While some nursing facilities will get “stuck” with paying for medications not covered by PDPs, others may try to develop strategies to avoid these payments. Still, others will undoubtedly push the envelope into illegal cost-shifting activities. One point of potential troubling behavior that the Centers for Medicare & Medicaid Services is examining involves nursing facilities that attempt to shift their Medicare Part A financial responsibility to other parties, such as Medicare Part B or a PDP under Medicare Part D. These schemes are important for medical directors to be aware of, because the liability for oversight in this area may extend to them. All of these schemes have a common foundation: Since nursing facilities are responsible for the cost of medications during the Medicare Part A stay, the facility may attempt to shift this burden to others. There are some common illegal actions that nursing facilities may potentially attempt. In the first case, Mr. Glew had been taking an expensive oral cancer medication when he is admitted to a nursing home for skilled services. The nursing facility asks that his family obtain his medication from the community pharmacy under his Medicare Part D coverage. In another case, Mr. Jacobs had been taking an expensive oral cancer medication, which was started during his non–Part A nursing home stay. He is transferred to the hospital, and then to skilled services. The nursing facility takes the medication that was unused during his non–Part A stay in the facility for use during his skilled stay. Obviously, in both cases the nursing facility is financially responsible for all the medication utilized during the Part A stay. Any shifting of this responsibility is both illegal and dangerous for SNF residents. Medical directors need to keep a watchful eye over these inappropriate activities.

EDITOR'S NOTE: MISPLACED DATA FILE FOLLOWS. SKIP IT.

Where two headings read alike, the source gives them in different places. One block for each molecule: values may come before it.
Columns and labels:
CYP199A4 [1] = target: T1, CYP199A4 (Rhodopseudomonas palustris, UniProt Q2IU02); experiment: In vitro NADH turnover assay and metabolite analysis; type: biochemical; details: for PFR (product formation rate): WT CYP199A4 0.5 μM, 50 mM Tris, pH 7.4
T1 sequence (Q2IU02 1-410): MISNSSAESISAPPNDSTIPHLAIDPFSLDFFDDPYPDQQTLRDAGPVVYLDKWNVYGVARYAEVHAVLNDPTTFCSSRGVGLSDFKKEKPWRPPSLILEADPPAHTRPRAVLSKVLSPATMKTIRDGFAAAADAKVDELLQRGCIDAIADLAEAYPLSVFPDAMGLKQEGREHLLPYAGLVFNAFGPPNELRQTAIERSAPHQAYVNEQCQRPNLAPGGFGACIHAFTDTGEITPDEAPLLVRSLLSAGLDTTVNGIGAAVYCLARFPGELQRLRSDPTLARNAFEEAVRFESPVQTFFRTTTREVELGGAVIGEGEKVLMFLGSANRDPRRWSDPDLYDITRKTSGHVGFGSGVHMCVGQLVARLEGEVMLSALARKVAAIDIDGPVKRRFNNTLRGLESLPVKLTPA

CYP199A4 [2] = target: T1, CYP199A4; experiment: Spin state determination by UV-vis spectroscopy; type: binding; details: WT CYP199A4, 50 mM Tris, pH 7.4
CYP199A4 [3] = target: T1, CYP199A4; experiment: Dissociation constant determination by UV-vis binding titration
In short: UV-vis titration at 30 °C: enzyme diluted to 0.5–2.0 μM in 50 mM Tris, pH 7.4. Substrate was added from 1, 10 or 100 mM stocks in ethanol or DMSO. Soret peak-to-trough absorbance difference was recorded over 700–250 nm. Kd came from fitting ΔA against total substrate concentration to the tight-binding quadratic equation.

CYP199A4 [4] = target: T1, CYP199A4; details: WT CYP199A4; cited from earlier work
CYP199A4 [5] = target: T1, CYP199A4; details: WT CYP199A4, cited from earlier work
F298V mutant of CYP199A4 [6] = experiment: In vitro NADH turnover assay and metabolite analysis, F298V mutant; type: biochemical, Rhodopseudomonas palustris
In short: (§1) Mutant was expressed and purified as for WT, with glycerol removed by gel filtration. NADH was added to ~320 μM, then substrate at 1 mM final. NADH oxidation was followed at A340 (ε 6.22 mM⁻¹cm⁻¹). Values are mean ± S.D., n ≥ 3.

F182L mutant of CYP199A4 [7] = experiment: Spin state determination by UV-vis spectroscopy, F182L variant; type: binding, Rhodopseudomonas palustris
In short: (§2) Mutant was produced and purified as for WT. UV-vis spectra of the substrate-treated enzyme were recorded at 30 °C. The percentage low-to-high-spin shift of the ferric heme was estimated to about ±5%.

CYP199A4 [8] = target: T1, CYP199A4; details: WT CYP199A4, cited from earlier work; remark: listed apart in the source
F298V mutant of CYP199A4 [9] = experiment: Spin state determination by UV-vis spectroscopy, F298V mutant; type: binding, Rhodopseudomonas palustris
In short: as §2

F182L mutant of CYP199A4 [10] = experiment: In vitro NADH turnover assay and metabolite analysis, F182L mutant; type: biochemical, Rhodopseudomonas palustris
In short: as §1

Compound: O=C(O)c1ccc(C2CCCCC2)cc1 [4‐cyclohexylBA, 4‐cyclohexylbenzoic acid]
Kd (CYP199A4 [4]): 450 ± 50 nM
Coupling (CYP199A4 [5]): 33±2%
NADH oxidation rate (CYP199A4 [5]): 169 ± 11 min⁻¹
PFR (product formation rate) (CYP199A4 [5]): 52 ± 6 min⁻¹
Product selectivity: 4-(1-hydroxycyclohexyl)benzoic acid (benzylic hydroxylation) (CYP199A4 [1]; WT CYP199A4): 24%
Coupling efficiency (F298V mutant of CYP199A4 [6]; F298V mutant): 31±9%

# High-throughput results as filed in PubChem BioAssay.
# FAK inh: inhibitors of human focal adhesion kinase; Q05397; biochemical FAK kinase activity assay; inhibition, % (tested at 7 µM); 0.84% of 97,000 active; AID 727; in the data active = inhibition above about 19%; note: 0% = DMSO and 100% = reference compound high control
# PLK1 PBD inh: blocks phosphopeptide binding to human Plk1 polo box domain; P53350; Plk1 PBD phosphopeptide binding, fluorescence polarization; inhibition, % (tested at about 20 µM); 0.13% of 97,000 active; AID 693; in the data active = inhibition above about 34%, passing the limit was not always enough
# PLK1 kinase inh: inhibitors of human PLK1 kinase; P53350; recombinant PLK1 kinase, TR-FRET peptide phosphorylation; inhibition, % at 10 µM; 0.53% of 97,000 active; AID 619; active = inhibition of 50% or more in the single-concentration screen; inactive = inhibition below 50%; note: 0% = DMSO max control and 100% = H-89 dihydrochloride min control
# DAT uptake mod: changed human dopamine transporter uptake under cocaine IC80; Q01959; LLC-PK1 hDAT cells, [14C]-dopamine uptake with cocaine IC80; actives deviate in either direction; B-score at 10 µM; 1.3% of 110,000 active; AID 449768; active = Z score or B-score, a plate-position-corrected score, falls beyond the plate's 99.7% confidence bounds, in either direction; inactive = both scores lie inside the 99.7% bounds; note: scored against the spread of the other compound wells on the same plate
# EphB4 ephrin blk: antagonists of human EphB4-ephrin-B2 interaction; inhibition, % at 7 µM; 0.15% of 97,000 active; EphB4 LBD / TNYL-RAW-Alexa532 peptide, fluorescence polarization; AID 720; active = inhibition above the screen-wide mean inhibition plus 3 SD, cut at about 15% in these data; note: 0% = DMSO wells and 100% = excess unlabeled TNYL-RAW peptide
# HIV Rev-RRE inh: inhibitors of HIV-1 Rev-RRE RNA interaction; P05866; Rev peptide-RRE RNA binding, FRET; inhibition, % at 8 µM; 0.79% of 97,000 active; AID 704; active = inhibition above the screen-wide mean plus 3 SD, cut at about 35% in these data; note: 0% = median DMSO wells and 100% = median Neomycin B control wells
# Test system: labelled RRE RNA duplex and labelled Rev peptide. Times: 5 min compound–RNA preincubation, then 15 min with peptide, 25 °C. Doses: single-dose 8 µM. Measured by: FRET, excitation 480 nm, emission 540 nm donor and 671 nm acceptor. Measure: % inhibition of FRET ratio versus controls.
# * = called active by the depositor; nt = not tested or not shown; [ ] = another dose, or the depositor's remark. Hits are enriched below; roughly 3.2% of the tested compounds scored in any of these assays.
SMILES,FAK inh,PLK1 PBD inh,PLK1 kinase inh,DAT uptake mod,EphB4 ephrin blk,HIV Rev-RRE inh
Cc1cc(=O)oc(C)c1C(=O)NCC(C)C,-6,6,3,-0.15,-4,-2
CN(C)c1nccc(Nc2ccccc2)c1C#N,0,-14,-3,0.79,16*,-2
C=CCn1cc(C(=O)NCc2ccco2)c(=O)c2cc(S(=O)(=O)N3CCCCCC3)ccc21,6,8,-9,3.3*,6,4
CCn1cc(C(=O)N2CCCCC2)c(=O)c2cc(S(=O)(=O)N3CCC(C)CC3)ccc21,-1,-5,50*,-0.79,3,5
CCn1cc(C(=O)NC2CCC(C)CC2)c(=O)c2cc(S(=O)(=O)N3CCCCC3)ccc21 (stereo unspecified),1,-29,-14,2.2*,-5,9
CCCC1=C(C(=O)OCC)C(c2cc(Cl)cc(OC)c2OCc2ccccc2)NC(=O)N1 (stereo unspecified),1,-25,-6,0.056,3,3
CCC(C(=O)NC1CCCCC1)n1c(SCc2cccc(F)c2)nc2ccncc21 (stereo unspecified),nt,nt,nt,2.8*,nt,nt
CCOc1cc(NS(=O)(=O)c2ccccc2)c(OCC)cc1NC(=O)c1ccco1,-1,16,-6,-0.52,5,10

AVOIDING THE BILL
So how does a SNF avoid paying for those medications restricted by the PDPs? The answer, as with most difficult questions in geriatric care, requires a team. A Medication Management Care Team specifically dedicated to the issue of managing Medicare Part D should be established within every SNF. This team should include the director of nursing, medical director, consultant pharmacist, in-take coordinator, and any other staff member felt to be critical to this process. By developing a Medication Management Care Team, a facility can avoid paying unnecessary bills, and instead focus facility resources on much more worthwhile pursuits, such as increasing nursing staff. This team will need to first ensure that residents are enrolled in PDPs that allow the greatest access to medications. Then the team needs to have systems in place to make sure that orders are written in such a way that ensures that prescription plans will cover medications in a timely manner. It is only through a proactive team approach that nursing facilities can avoid being financially liable for providing noncovered medications. As in most situations, proper planning can avoid poor performance that could cost facilities and their residents dearly.